This is the second appearance of an Everest at 4X4OTY. Three years ago, it not only made the 4X4OTY shortlist but took out the award from a strong field that included the then-new Toyota Hilux.
Now, thanks largely to its new 2.0-litre bi-turbo engine and 10-speed auto, the Everest is back for a second tilt at the award. In addition, the 2019 Everest also sees a revision to the front suspension, more safety and convenience kit, and a minor facelift.
The new powertrain is the only choice for buyers of the top-spec Titanium and is optional in the mid-spec Trend, which is also available with the 3.2-litre five-cylinder diesel and six-speed auto. The entry-level Ambiente only comes with the 3.2. What we have here is the Trend, which is $61K plus on-road costs with the new 2.0 powertrain attracting a modest $1200 premium over the 3.2.
The Everest is Ranger-based, though key technical differences exist with the adoption of a full-time 4x4 system (in place of the Ranger’s part-time 4x4) and coil springs for the rear live axle.
More than anything else the new 2.0-litre powertrain brings refinement rather than any significant improvement in performance to the Everest. This new engine is notably quiet and smooth, while the 10-speed automatic is that smooth and slick you barely notice when it’s changing gears.
The taller final drive gearing (compared to the 3.2) combined with the already tall eighth, ninth and tenth gears means the engine just lopes along at touring speeds. And, while the powertrain only marginally improves the performance over the 3.2, it still carries the taller gears well, is effortless in general driving and provides better fuel economy than the somewhat thirsty 3.2.
The Everest’s powertrain refinement is complemented by a supple, comfortable and quiet ride, in part helped by the suspension revision. The Everest also handles and steers very well for a plush-riding 4x4 wagon, while its full-time 4x4 system offers convenience, all-roads grip and a good dose of safety, especially on wet bitumen and the like.
The Everest’s radar cruise control is another touring bonus; although, having to go through one of the settings menus to switch from normal cruise to radar cruise is far from ideal.
Full-time 4x4 brings convenience once you hit the trails, and you don’t have to think about locking the centre diff as it happens automatically. The only thing the driver needs to do is select low range, if needed, or lock the rear diff, which is rarely needed unless the track is particularly difficult.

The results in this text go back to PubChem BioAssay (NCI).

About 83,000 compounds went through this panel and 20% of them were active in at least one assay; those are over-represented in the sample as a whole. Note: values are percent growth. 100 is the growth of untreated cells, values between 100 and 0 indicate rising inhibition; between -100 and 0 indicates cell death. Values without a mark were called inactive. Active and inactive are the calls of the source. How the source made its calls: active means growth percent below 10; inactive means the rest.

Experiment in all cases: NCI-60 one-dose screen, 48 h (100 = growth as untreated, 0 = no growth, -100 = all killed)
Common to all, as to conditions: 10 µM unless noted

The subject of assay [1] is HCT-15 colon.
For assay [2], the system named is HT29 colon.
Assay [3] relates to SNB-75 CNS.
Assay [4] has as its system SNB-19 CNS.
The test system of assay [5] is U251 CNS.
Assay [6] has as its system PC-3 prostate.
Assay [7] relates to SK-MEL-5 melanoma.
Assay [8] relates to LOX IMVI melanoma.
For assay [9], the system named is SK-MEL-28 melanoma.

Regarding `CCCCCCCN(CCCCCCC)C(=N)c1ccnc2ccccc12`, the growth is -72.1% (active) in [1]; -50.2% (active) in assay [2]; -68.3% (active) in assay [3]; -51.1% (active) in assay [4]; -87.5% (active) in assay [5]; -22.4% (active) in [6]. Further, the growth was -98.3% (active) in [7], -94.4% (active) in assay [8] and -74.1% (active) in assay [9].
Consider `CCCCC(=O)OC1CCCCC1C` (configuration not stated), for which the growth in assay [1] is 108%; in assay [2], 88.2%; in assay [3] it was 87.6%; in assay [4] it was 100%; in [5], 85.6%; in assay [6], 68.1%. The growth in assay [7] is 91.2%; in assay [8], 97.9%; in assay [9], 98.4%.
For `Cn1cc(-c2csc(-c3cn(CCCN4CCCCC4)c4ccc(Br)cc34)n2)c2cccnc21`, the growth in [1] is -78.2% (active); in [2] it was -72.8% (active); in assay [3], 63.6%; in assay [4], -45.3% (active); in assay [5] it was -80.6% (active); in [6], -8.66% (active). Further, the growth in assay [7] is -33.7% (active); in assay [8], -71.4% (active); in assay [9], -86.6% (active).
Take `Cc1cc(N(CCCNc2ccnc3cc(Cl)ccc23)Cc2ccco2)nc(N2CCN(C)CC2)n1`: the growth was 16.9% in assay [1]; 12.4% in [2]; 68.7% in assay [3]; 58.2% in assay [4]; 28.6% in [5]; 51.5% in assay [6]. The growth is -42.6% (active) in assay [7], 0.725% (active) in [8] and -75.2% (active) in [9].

The Everest is a comfortable and competent trail vehicle; although, vision from the driver’s seat could be better, and the rocker switch on the side of the shifter (for manual selection) isn’t as natural to use as the sequential side-gate shift.
The Everest offers Terrain Management that usefully tweaks the throttle mapping, the gearbox’s shift protocols, the centre diff’s operation and the traction and stability control systems. In low range you can select Normal or Rock modes, while in high range you can select Normal, Snow/Mud/Grass or Sand.
Set-Piece Hill Climb
The Everest was another vehicle that failed to get up our set-piece climb without its rear locker engaged, but it managed to clear the climb once the driver-switched locker was brought into play. As with the Ranger, engaging the rear locker keeps the traction control active on the front wheels, a difference you notice on any 4x4 which cancels the traction control completely if the rear locker is engaged.
Cabin, Equipment and Safety
The Everest has a spacious, comfortable and well-appointed and -finished cabin. Highlights include a comfortable driving position, the flexibility that fore and aft adjustment on the middle seat brings, and a good amount of space behind the third-row seats. Negatives include the hard-to-see HVAC controls, fiddly switchgear and complicated display menus.
Standard equipment (on the Trend) extends to smart-key entry and start, leather, power-adjust driver’s seat, dual-zone A/C, eight-inch touchscreen, sat-nav, 10-speaker audio with digital radio and CD player, rain-sensing wipers, auto headlights, and LED DRLs.
Safety kit includes autonomous braking, radar cruise, lane-keeping assist, and front, side, curtain and driver’s knee airbags. Everest had a five-star ANCAP rating in 2015 and, while there are no test results for the new model, it has extra safety kit.
The Everest’s good fuel economy and 80-litre tank provides a touring range of around 800km, the best of our shortlisted vehicles. A practical and common wheel and tyre size and the ability to fit 17s in place of the standard 18s enhances the Everest’s practicality as a remote tourer.
The Everest now draws its engine intake air from under the bonnet lip rather than via the inner guard; although, this hasn’t diminished the claimed wading depth. However, there are no heavy-duty recovery points, only a tie-down point at the front and a rear screw-in towing eye.
Interestingly the 2.0 Everest is rated to tow 3100kg, which is 100kg more than the 3.2; proof of Ford’s faith in the smaller engine’s ability to do a big job.
The new 2.0-litre/10-speed powertrain appears in all three Fords here, but arguably finds its happiest and most appropriate home in the Everest, given its excellent refinement sits perfectly with what you want in a family 4x4 wagon.
2019 FORD EVEREST TREND SPECS:
Engine: 2.0-litre inline-4 bi-turbo diesel
Max power: 157kW at 3750rpm
Max torque: 500Nm at 1750-2000rpm
Transmission: 10-speed automatic
4x4 system: Dual-range part-time
Kerb weight: 2413kg
Towing capacity: 3100kg
Tyres: 265/60R18 112T
Fuel tank capacity: 80L
ADR fuel consumption claim: 7.1L/100km
On-test fuel consumption: 9.4L/100km
Base price: $61,190 (plus ORC)
As tested: $61,190 (plus ORC)
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